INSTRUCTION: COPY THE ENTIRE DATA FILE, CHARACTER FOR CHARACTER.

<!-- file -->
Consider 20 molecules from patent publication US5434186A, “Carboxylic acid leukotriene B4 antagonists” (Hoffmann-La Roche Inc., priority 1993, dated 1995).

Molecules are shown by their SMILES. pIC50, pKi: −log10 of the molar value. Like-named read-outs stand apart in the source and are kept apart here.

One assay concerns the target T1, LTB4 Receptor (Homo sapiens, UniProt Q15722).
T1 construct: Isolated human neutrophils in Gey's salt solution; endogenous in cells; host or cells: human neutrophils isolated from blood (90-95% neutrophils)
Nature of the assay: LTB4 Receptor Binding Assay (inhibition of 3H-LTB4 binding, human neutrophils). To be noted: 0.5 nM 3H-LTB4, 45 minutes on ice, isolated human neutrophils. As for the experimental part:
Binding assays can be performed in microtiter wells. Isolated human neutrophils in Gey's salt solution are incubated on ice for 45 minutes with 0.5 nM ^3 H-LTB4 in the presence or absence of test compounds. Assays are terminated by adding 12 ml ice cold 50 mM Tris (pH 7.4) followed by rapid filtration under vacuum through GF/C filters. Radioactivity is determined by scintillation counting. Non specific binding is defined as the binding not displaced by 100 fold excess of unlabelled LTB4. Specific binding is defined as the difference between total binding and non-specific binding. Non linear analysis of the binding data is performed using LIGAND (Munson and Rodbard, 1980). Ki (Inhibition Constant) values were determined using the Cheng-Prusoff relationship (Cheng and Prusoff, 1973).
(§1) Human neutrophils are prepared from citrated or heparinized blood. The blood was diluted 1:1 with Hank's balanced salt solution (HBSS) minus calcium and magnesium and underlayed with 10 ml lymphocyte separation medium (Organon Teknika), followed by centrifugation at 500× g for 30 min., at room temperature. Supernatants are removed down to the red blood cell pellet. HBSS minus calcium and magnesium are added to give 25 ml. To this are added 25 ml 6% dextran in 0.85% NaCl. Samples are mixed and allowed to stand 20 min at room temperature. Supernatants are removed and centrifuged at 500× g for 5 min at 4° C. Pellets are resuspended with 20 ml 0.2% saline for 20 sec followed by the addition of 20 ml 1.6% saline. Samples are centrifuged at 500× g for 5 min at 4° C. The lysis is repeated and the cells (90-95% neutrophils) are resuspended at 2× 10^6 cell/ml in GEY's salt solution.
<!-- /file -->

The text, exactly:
Consider 20 molecules from patent publication US5434186A, “Carboxylic acid leukotriene B4 antagonists” (Hoffmann-La Roche Inc., priority 1993, dated 1995).

Molecules are shown by their SMILES. pIC50, pKi: −log10 of the molar value. Like-named read-outs stand apart in the source and are kept apart here.

One assay concerns the target T1, LTB4 Receptor (Homo sapiens, UniProt Q15722).
T1 construct: Isolated human neutrophils in Gey's salt solution; endogenous in cells; host or cells: human neutrophils isolated from blood (90-95% neutrophils)
Nature of the assay: LTB4 Receptor Binding Assay (inhibition of 3H-LTB4 binding, human neutrophils). To be noted: 0.5 nM 3H-LTB4, 45 minutes on ice, isolated human neutrophils. As for the experimental part:
Binding assays can be performed in microtiter wells. Isolated human neutrophils in Gey's salt solution are incubated on ice for 45 minutes with 0.5 nM ^3 H-LTB4 in the presence or absence of test compounds. Assays are terminated by adding 12 ml ice cold 50 mM Tris (pH 7.4) followed by rapid filtration under vacuum through GF/C filters. Radioactivity is determined by scintillation counting. Non specific binding is defined as the binding not displaced by 100 fold excess of unlabelled LTB4. Specific binding is defined as the difference between total binding and non-specific binding. Non linear analysis of the binding data is performed using LIGAND (Munson and Rodbard, 1980). Ki (Inhibition Constant) values were determined using the Cheng-Prusoff relationship (Cheng and Prusoff, 1973).
(§1) Human neutrophils are prepared from citrated or heparinized blood. The blood was diluted 1:1 with Hank's balanced salt solution (HBSS) minus calcium and magnesium and underlayed with 10 ml lymphocyte separation medium (Organon Teknika), followed by centrifugation at 500× g for 30 min., at room temperature. Supernatants are removed down to the red blood cell pellet. HBSS minus calcium and magnesium are added to give 25 ml. To this are added 25 ml 6% dextran in 0.85% NaCl. Samples are mixed and allowed to stand 20 min at room temperature. Supernatants are removed and centrifuged at 500× g for 5 min at 4° C. Pellets are resuspended with 20 ml 0.2% saline for 20 sec followed by the addition of 20 ml 1.6% saline. Samples are centrifuged at 500× g for 5 min at 4° C. The lysis is repeated and the cells (90-95% neutrophils) are resuspended at 2× 10^6 cell/ml in GEY's salt solution.